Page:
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About RonS2112

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    If I just sell the car, I can up my bid...

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  1. This actually happened: 'Action Comics' #1 found in wall of house sells for $175,000 (
  2. Great article! I think the author hit it right on the head. But the difference today is that the pendulum seems to swing faster. It won't take as long for the bubbles to burst as it did in the 1990's or the 1920's.
  3. I think it's absolutely a "thing." Which is why these Youtubers are refered to as "Influencers." But I don't think it can last forever. When the sheep move on to the newest flavor of the week, the prices will be coming back down. As someone else pointed out, it's already starting with the sports cards.
  4. I agree with you, and it seems like ALL comic Youtubers are on this bandwagon now. The problem is that they all have their group of sycophants.
  5. Yes, but you are talking from the perspective of a person who's into the market for the long haul. The equivalent would be someone (like me) whobought their 70's and 80's comics off the rack at cover price. That isn't generally the kind of person who causes bubbles in a market. It's the short-term get-rich-quick guy we're talking about.
  6. You are fundamentally correct, but your post misses part of the story. By the time "a lot of people were making a ton of money," the writing was on the wall. People were still buying and selling sub-prime loans in 2006, even though they knew there was going to be a reckoning in 2007-08. Because they were at that point gambling on their ability to pass off that "hot potato" loan to another buyer. And many succeeded. It's the guy who gets stuck holding the hot potato who ultimately takes it in the shorts. I see a lot of parallels to the comic spec market right now.
  7. I love it that some of you guys seem to have a mental image of "Mr. Rich Fat Cat Collector." This image seems to assume some guy who lucked into his money, and is serious enough about comic collecting that he's going to keep his books forever, but remains ignorant enough about the hobby that he's still willing to acquire his version of Micronauts #33 at a crazy price. How many of this sort of individual do you think exists? It's a lot easier for me to imagine a stereotypical hipster who read an article about getting rich flipping comic books and is now spending crazy $$$ because he's pre
  8. Wow.....your post really misses the boat. "....people who either HAD a lot of money to begin with or weren't affected all that much by COVID". OR they are people over-leveraging themselves with money they don't have, because they think they can make the easy buck. And THOSE are the people who are going to bail the first time they get left holding the bag on a book on which they spent 3x what they should have.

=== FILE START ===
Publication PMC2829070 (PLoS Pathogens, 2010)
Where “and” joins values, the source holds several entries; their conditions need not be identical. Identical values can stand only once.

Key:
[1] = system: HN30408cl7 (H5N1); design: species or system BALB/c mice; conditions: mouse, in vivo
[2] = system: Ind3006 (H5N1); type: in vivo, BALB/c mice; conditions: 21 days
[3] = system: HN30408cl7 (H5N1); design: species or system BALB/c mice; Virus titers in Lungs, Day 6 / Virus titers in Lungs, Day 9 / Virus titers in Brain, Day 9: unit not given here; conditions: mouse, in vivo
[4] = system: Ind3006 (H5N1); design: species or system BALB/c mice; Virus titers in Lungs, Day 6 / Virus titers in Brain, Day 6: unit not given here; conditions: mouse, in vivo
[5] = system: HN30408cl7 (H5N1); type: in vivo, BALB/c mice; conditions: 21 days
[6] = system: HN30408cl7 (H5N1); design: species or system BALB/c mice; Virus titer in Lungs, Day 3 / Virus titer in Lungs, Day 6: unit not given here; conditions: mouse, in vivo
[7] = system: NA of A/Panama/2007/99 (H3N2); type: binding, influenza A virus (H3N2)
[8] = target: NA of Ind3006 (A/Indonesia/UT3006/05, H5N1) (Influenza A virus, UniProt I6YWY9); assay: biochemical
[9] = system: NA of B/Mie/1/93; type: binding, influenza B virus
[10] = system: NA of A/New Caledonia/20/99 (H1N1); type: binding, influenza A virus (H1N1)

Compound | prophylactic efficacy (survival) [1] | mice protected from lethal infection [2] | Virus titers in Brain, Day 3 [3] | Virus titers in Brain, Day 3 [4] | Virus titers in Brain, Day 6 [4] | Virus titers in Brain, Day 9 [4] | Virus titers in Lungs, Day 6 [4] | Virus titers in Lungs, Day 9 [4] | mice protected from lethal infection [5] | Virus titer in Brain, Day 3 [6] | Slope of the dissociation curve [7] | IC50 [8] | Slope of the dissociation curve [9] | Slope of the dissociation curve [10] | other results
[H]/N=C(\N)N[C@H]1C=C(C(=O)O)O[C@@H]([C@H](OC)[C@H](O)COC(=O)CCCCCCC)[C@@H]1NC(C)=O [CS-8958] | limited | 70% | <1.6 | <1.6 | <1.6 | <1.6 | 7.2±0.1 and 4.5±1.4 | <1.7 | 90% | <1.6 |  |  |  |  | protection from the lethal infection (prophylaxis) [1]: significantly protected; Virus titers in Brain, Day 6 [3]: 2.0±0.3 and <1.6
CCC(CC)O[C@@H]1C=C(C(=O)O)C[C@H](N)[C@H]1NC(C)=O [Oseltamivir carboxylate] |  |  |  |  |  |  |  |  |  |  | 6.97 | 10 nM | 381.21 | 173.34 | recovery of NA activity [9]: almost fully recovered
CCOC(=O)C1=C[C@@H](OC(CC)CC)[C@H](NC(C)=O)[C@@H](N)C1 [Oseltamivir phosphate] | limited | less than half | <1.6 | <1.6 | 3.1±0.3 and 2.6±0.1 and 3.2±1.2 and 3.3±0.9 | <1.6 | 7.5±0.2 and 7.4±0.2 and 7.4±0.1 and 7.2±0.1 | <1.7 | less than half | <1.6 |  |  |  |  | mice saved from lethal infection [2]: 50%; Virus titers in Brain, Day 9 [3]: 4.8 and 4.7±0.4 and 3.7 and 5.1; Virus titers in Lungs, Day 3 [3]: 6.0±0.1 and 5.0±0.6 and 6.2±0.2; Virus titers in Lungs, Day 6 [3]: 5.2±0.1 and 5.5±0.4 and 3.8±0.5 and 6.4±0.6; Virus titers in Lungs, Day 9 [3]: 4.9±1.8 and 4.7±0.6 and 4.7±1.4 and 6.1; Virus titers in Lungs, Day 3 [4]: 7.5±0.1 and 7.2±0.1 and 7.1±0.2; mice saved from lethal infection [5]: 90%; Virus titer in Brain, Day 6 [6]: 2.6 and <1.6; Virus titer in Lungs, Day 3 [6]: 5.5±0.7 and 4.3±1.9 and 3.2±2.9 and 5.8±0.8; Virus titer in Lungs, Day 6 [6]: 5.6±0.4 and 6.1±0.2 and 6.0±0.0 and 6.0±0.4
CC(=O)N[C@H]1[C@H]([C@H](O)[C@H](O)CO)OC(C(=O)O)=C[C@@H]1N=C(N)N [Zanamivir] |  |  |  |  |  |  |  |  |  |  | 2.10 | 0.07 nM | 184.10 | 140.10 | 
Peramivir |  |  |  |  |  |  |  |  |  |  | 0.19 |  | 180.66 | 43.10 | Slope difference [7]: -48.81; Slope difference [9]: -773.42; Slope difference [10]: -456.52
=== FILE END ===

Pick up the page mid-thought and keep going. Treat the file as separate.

9. One could at least make the argument that Hulk 181 introduces the most popular character to come out of the 80s and that the Transformers book was always undervalued, as is most of Mantlo's work. But it's worse than that. When some goof pays $1700 for West Coast Avengers 45, presumably not understanding that the same money would get him an 8.0 Avengers #57, then we're now talking about guys flipping bits of plastic. It's not fundamentally about the comic collecting hobby anymore.
  10. I think you hit it right on the head. Last week, West Coast Avengers 45 -- a dollar-bin favorite if ever there was one -- sold for $1680 in 9.8 condition. Now, for that same money, Avengers 57 -- the first-ever Vision appearance -- could have been had in 9.0 or 9.2. It's this kind of crazy-stupid behavior that convinces me more than ever that there's a huge spec-bubble just waiting to burst. And I think it's going to happen in May/June, when resurgence of big cons meets a mostly-COVID-vaccinated group of buyers.
  11. Working musician here, and you have it backwards. It used to be that the bulk of a musician's income was from record sales. Tours were to sell albums -- remember seeing your favorite band for $12 as recently as the early nineties? Two things flip-flopped that model: 1) Big corporate sponsorship of major tours, once they realized that people would still pay $30, $50, or even $100 to see their favorite act. 2) Music piracy, starting with Napster, which drove album sales down to a secondary revenue stream. As a corollary, its why buying a t-shirt at that concert will set you back $40.
  12. I know it's not manga, but "Avatar: The Last Airbender" both in cartoon and comic book form is trending HUGE with my 13-YO son and seemingly all of his friends.
  13. So again, you originally said "high quality" and are now moving the goalposts. But sure....insofar as Gene normally displays Atlas and early Marvels that look like they fell off the rack yesterday, I'll have a few photos after the next con.
  14. Yeesh. You’re impossible. Per my earlier post, last time was at my local con β€” two weeks ago. Next time will be two weeks from now.
  15. What you said was "high grade, unpressed silver". That's what's in those pictures, and he's but one of at least three dealers with that kind of inventory at my local con.